OAC-ALONE: Don't Drop Antiplatelets in AF Post-Stenting Just Yet

Neil Osterweil

October 04, 2018

SAN DIEGO — Do patients with atrial fibrillation need oral anticoagulation (OAC) with a single antiplatelet therapy (APT) a year or more after receiving a coronary stent, or would OAC alone suffice? A trial involving 111 Japanese centers tried to answer that question, but failed to overcome a statistical hurdle.

Investigators in the randomized Optimizing Antithrombotic Care in Patients with Atrial Fibrillation and Coronary Stent (OAC-ALONE) noninferiority trial calculated that they needed to enroll 2000 patients over a 1-year period to get adequate statistical power, and planned to follow the patients over 18 months.

But patient enrollment moved at a glacial pace, and the investigators eventually gave in when after 3 years only 696 patients had been enrolled, reported Yukiko Nakano, MD, Kyoto University Graduate School of Medicine, Japan.

"Noninferiority of OAC alone to combined OAC and single APT was not established for the composite primary end point of death, myocardial infarction (MI), stroke, and systemic embolism because of insufficient sample size. Therefore, the primary hypothesis of the present study was inconclusive," she said here at Transcatheter Cardiovascular Therapeutics 2018.

The study was published online in Circulation to coincide with the presentation of the data during a late-breaking clinical science session.

Although the investigators were unable to prove the noninferiority of oral anticoagulation alone in the aforementioned primary end point, the OAC-alone strategy did meet noninferiority for a secondary composite end point of the primary end point and major bleeding defined by the International Society on Thrombosis and Hemostasis (ISTH), Nakano said.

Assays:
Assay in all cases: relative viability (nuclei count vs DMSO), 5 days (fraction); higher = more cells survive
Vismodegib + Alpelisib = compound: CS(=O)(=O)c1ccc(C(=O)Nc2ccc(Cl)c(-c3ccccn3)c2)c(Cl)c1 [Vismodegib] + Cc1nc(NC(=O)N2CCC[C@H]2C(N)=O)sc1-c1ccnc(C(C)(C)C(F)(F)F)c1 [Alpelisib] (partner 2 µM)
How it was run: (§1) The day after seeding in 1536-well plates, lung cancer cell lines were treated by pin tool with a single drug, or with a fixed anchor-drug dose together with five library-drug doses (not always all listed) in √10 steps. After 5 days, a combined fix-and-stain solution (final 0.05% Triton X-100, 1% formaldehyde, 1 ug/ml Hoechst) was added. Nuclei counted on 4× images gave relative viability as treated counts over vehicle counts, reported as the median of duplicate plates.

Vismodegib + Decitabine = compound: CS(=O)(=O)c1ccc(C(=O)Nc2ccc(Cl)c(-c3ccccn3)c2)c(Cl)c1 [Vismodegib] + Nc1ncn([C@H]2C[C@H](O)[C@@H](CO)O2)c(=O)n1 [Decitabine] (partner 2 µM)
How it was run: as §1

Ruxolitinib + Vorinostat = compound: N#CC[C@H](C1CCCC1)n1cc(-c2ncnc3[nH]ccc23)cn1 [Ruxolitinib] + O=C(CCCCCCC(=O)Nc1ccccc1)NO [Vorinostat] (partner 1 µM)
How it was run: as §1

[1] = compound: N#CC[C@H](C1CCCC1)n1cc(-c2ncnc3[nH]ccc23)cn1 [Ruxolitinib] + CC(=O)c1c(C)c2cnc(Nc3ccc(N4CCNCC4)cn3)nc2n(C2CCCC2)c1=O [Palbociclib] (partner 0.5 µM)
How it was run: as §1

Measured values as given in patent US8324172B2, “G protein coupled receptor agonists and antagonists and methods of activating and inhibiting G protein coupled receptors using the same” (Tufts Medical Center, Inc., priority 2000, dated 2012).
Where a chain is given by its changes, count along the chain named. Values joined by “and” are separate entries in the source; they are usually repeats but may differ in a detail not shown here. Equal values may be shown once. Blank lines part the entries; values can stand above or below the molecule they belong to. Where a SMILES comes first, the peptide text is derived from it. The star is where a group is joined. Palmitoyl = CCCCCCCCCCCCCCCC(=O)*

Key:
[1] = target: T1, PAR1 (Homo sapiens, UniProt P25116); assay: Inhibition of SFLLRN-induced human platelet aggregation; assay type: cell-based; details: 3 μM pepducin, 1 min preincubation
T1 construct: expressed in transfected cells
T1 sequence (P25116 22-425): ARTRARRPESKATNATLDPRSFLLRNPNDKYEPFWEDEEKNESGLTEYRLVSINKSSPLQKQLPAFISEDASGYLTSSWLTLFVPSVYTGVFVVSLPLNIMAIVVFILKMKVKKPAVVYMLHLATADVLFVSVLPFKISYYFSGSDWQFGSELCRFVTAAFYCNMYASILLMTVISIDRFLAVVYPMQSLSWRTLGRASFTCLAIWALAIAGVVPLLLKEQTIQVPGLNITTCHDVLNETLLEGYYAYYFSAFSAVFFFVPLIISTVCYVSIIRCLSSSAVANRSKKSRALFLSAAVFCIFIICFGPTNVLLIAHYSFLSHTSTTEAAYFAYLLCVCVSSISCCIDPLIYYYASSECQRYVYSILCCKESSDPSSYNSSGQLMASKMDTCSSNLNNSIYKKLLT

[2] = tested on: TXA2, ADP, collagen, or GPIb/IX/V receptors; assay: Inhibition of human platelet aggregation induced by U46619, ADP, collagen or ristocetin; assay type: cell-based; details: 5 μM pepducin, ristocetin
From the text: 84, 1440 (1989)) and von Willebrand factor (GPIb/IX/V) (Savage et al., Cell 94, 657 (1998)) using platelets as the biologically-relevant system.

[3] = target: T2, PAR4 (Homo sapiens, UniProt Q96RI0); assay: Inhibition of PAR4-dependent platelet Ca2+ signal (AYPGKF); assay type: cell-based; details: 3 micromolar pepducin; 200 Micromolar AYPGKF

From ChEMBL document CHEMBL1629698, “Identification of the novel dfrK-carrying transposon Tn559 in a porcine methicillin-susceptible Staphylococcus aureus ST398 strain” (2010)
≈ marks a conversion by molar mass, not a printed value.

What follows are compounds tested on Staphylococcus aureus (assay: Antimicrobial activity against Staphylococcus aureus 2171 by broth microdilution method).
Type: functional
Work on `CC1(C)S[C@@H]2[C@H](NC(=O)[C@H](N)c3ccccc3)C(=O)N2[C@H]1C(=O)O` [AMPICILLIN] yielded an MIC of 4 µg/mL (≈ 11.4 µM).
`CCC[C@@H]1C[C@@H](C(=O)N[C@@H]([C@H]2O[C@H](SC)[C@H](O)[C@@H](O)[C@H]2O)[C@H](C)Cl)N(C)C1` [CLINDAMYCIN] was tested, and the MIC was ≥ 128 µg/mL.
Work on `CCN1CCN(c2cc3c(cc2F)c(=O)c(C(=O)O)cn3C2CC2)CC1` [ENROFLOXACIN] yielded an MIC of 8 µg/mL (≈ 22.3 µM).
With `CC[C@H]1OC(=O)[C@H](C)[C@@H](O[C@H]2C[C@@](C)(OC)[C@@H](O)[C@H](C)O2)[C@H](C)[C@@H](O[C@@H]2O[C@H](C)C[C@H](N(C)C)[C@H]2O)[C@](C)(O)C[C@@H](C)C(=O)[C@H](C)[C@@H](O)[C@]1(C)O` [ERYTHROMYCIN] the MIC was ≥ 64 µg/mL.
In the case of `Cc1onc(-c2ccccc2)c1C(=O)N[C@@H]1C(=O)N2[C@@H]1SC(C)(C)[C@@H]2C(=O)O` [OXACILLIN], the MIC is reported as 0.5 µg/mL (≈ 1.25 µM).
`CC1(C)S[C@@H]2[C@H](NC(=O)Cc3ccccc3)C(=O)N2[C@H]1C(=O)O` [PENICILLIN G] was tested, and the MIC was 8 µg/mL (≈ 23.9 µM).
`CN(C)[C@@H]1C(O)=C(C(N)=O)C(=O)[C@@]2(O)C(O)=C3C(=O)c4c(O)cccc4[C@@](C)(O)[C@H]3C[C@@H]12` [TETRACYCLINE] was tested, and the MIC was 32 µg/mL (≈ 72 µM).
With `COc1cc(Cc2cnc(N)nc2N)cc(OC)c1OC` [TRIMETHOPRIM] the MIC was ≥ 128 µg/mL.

The OAC-ALONE trial was designed to answer the question of whether it's safe to forego antiplatelet therapy in patients with atrial fibrillation (AF) more than a year after coronary stenting.

Nakano noted that European Society of Cardiology guidelines consistently recommend OAC alone without antiplatelet therapy a year after stenting, on the theory that late-bleeding risk outweighs the additional risk for a cardiovascular event that could occur when antiplatelet therapy is tapered off.

Across the Atlantic, North American expert consensus documents recommend OAC alone in patients with AF who are at low risk for ischemia or thrombosis and high risk for bleeding.

However, the OAC-alone strategy in this patient population had never been studied in a randomized clinical trial, prompting the investigators to look into the question, Nakano said.

As previously noted, the investigators eventually enrolled 696 patients with AF (mean age, 75 years; 85% male) who had received coronary stents more than a year (mean, 4.5 years) before the start of OAC-ALONE.

The patients were randomly assigned to receive OAC alone or in combination with a single antiplatelet therapy, either aspirin 81 to 324 mg/day or clopidogrel 75 mg/day.

OAC could be warfarin-titrated to either a predefined International Normalized Ratio (INR) of 2.0 to 3.0 for patients younger than 70 years and 1.6 to 2.6 for patients 70 years and older, in accordance with to Japanese guidelines, or to direct oral anticoagulants (dabigatran 150 mg or 110 mg twice daily, rivaroxaban 15 mg or 10 mg once daily, apixaban 5 mg or 2.5 mg twice daily, or edoxaban 60 mg or 30 mg once daily).